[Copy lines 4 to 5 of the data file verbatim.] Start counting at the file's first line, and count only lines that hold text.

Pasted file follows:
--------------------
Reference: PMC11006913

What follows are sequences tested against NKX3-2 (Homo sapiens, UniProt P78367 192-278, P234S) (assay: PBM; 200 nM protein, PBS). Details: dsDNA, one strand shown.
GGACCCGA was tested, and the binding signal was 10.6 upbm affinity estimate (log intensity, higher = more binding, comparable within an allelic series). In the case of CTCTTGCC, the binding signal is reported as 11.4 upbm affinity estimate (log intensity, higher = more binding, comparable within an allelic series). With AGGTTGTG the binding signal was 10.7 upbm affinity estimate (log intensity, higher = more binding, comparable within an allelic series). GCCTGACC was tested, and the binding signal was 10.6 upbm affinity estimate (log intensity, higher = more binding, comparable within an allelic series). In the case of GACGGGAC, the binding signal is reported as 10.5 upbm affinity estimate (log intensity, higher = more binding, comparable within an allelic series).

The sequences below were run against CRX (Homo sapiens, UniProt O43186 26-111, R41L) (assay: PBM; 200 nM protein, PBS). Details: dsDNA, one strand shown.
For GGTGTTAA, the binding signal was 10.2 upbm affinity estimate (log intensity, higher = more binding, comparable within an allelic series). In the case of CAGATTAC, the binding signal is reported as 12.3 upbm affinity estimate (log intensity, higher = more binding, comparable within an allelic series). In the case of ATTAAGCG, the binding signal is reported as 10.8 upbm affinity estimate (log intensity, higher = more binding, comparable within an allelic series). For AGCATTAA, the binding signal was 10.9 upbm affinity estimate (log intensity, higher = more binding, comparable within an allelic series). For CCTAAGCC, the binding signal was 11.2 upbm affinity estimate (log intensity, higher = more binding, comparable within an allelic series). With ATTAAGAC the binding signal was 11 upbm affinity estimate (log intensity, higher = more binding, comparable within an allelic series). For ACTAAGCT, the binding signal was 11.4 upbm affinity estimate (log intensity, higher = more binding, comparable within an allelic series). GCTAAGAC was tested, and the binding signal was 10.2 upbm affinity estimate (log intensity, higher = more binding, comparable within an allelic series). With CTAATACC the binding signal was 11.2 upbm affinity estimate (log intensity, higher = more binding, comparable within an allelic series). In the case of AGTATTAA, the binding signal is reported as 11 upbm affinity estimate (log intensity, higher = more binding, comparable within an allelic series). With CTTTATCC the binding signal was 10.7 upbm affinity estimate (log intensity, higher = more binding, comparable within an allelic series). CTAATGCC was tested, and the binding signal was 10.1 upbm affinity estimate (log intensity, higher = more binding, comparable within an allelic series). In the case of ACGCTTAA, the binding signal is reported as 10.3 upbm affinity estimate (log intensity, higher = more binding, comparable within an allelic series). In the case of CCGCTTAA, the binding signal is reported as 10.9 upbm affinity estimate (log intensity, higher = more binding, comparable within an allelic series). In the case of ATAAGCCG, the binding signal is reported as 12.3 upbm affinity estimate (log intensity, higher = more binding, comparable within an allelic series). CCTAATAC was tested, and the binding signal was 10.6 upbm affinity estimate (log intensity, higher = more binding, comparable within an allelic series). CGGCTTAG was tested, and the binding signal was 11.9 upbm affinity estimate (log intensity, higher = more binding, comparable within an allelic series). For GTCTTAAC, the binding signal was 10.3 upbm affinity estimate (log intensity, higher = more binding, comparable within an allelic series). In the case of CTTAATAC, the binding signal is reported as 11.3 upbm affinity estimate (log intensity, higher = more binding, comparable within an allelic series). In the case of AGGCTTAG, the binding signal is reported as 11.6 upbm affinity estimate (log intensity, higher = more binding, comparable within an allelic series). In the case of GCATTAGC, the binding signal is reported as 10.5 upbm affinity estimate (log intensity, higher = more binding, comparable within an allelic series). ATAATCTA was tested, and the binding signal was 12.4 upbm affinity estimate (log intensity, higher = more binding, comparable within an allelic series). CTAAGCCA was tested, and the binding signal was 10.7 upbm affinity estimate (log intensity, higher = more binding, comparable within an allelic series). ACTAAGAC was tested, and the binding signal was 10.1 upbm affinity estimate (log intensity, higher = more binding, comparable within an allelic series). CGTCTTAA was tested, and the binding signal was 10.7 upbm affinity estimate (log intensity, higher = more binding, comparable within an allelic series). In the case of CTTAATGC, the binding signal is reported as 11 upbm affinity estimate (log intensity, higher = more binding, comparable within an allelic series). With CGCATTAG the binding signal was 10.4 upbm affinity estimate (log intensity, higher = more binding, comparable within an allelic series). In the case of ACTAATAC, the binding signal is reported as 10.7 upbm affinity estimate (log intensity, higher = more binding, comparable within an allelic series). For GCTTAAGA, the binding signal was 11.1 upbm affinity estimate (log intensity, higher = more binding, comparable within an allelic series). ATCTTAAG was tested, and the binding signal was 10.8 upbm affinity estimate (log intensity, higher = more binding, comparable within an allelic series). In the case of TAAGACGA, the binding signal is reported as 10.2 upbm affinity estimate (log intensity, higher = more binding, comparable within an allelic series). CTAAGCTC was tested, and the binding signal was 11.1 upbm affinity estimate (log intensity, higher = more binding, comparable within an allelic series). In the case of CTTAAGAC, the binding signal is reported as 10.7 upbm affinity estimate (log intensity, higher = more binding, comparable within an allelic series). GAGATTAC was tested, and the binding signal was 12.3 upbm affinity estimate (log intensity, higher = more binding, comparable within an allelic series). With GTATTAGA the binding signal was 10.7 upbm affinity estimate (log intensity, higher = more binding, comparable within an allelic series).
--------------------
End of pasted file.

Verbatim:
The sequences below were run against CRX (Homo sapiens, UniProt O43186 26-111, R41L) (assay: PBM; 200 nM protein, PBS). Details: dsDNA, one strand shown.
For GGTGTTAA, the binding signal was 10.2 upbm affinity estimate (log intensity, higher = more binding, comparable within an allelic series). In the case of CAGATTAC, the binding signal is reported as 12.3 upbm affinity estimate (log intensity, higher = more binding, comparable within an allelic series). In the case of ATTAAGCG, the binding signal is reported as 10.8 upbm affinity estimate (log intensity, higher = more binding, comparable within an allelic series). For AGCATTAA, the binding signal was 10.9 upbm affinity estimate (log intensity, higher = more binding, comparable within an allelic series). For CCTAAGCC, the binding signal was 11.2 upbm affinity estimate (log intensity, higher = more binding, comparable within an allelic series). With ATTAAGAC the binding signal was 11 upbm affinity estimate (log intensity, higher = more binding, comparable within an allelic series). For ACTAAGCT, the binding signal was 11.4 upbm affinity estimate (log intensity, higher = more binding, comparable within an allelic series). GCTAAGAC was tested, and the binding signal was 10.2 upbm affinity estimate (log intensity, higher = more binding, comparable within an allelic series). With CTAATACC the binding signal was 11.2 upbm affinity estimate (log intensity, higher = more binding, comparable within an allelic series). In the case of AGTATTAA, the binding signal is reported as 11 upbm affinity estimate (log intensity, higher = more binding, comparable within an allelic series). With CTTTATCC the binding signal was 10.7 upbm affinity estimate (log intensity, higher = more binding, comparable within an allelic series). CTAATGCC was tested, and the binding signal was 10.1 upbm affinity estimate (log intensity, higher = more binding, comparable within an allelic series). In the case of ACGCTTAA, the binding signal is reported as 10.3 upbm affinity estimate (log intensity, higher = more binding, comparable within an allelic series). In the case of CCGCTTAA, the binding signal is reported as 10.9 upbm affinity estimate (log intensity, higher = more binding, comparable within an allelic series). In the case of ATAAGCCG, the binding signal is reported as 12.3 upbm affinity estimate (log intensity, higher = more binding, comparable within an allelic series). CCTAATAC was tested, and the binding signal was 10.6 upbm affinity estimate (log intensity, higher = more binding, comparable within an allelic series). CGGCTTAG was tested, and the binding signal was 11.9 upbm affinity estimate (log intensity, higher = more binding, comparable within an allelic series). For GTCTTAAC, the binding signal was 10.3 upbm affinity estimate (log intensity, higher = more binding, comparable within an allelic series). In the case of CTTAATAC, the binding signal is reported as 11.3 upbm affinity estimate (log intensity, higher = more binding, comparable within an allelic series). In the case of AGGCTTAG, the binding signal is reported as 11.6 upbm affinity estimate (log intensity, higher = more binding, comparable within an allelic series). In the case of GCATTAGC, the binding signal is reported as 10.5 upbm affinity estimate (log intensity, higher = more binding, comparable within an allelic series). ATAATCTA was tested, and the binding signal was 12.4 upbm affinity estimate (log intensity, higher = more binding, comparable within an allelic series). CTAAGCCA was tested, and the binding signal was 10.7 upbm affinity estimate (log intensity, higher = more binding, comparable within an allelic series). ACTAAGAC was tested, and the binding signal was 10.1 upbm affinity estimate (log intensity, higher = more binding, comparable within an allelic series). CGTCTTAA was tested, and the binding signal was 10.7 upbm affinity estimate (log intensity, higher = more binding, comparable within an allelic series). In the case of CTTAATGC, the binding signal is reported as 11 upbm affinity estimate (log intensity, higher = more binding, comparable within an allelic series). With CGCATTAG the binding signal was 10.4 upbm affinity estimate (log intensity, higher = more binding, comparable within an allelic series). In the case of ACTAATAC, the binding signal is reported as 10.7 upbm affinity estimate (log intensity, higher = more binding, comparable within an allelic series). For GCTTAAGA, the binding signal was 11.1 upbm affinity estimate (log intensity, higher = more binding, comparable within an allelic series). ATCTTAAG was tested, and the binding signal was 10.8 upbm affinity estimate (log intensity, higher = more binding, comparable within an allelic series). In the case of TAAGACGA, the binding signal is reported as 10.2 upbm affinity estimate (log intensity, higher = more binding, comparable within an allelic series). CTAAGCTC was tested, and the binding signal was 11.1 upbm affinity estimate (log intensity, higher = more binding, comparable within an allelic series). In the case of CTTAAGAC, the binding signal is reported as 10.7 upbm affinity estimate (log intensity, higher = more binding, comparable within an allelic series). GAGATTAC was tested, and the binding signal was 12.3 upbm affinity estimate (log intensity, higher = more binding, comparable within an allelic series). With GTATTAGA the binding signal was 10.7 upbm affinity estimate (log intensity, higher = more binding, comparable within an allelic series).